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Figure US-6c: Figure US-6 with the Imperial College’s March Graphed Projections of “Critical care beds occupied per 100,0000 of population” with Different Interventions on Reported Data (graph added Dec 11)

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Figure US-7: Weekly U.S. Number of Deaths, Excess and Expected (CDC screenshot)

(Related to “dry tinder” hypothesis.)

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https://www.cdc.gov/nchs/nvss/vsrr/covid19/excess_deaths.htm

Dec 10 Update: CDC Expected vs Excess Deaths — “Dry Tinder” Hypothesis Estimates for Maryland, Pennsylvania, and the U.S. as a Whole

Figure US-8: Daily New Cases in the United States (WorldOMeters.info screenshot)

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Figure US-9: Daily New Deaths in the United States (WorldOMeters.info screenshot)

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Figure US-10: Outpatient Illness Surveillance (ILINet)

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https://www.cdc.gov/flu/weekly/index.htm (added Oct 23)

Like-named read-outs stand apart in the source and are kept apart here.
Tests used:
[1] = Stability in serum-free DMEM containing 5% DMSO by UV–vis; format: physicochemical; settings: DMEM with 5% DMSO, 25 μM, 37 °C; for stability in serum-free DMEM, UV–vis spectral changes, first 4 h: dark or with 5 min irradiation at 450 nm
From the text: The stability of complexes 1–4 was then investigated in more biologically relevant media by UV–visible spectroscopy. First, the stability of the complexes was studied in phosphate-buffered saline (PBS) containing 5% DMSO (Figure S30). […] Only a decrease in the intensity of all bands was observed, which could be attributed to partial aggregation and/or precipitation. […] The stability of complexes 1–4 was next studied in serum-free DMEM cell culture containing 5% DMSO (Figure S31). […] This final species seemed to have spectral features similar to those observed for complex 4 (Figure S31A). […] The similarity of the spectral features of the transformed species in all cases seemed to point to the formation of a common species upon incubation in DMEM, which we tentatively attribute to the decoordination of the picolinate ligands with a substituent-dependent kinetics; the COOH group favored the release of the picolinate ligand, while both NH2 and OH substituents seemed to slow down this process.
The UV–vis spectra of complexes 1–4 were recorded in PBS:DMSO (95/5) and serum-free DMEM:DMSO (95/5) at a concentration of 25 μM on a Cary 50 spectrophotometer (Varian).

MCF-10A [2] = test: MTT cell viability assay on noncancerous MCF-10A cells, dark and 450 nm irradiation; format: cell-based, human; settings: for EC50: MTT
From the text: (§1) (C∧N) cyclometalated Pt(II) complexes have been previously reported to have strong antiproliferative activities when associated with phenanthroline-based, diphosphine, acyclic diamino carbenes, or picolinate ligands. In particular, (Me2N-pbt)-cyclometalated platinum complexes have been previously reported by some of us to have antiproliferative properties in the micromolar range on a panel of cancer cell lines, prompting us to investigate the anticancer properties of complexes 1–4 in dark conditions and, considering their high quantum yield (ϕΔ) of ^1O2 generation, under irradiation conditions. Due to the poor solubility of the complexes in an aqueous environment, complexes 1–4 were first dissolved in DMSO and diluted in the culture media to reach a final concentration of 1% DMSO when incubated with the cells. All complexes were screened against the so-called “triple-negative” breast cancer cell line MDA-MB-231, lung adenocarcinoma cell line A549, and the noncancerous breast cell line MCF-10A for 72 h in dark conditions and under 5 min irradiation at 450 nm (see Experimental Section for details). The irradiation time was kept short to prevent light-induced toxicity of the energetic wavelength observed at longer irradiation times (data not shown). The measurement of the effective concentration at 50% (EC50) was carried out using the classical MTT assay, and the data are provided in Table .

After gathering this data for the United States as a whole, I ran the numbers for four~states. I might do more states in the future, when I attempt to indicate policy interventions for a few case studies.

Maryland

Figure MD-1: Maryland All Cause Mortality, as Crude Percent of Population, 1902–2020

2020 mortality is graphed here as Sept ’19 through Aug ’20, with a record high 55,860 deaths, or 0.92% of the population. According to the CDC, 2020 is Maryland’s deadliest year since this level was a new low in 1953.

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Figure MD-2: Maryland All Cause Mortality, as Crude Percent of Population, by Age Group, 1968–2020

For 85+ year olds in Maryland, 2020 is the most deadly year since 2003.
For 75–84 year olds in Maryland, 2020 is the most deadly year since 2011.
For 65–74 year olds in Maryland, 2020 is the most deadly year since 2008.

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Figure MD-3: Maryland Age Groups as Percent of Population, 1968–2020

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Figure MD-4: Weekly Maryland All Cause Mortality, Crude Rate Per Million, Sept-Aug 2015–2020

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Figure MD-5: Weekly Maryland All Cause Mortality, Crude Rate Per Million, Sept 2019 — Aug 2020

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Figure MD-6: Weekly Maryland All Cause Mortality VS Imperial College Model, Crude Rate Per Million, Sept 2019 — Aug 2020

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Figure MD-6b: Figure MD-6 with the Imperial College’s March Graphed Projections of “Critical care beds occupied per 100,0000 of population” with Different Interventions (graph added Dec 11)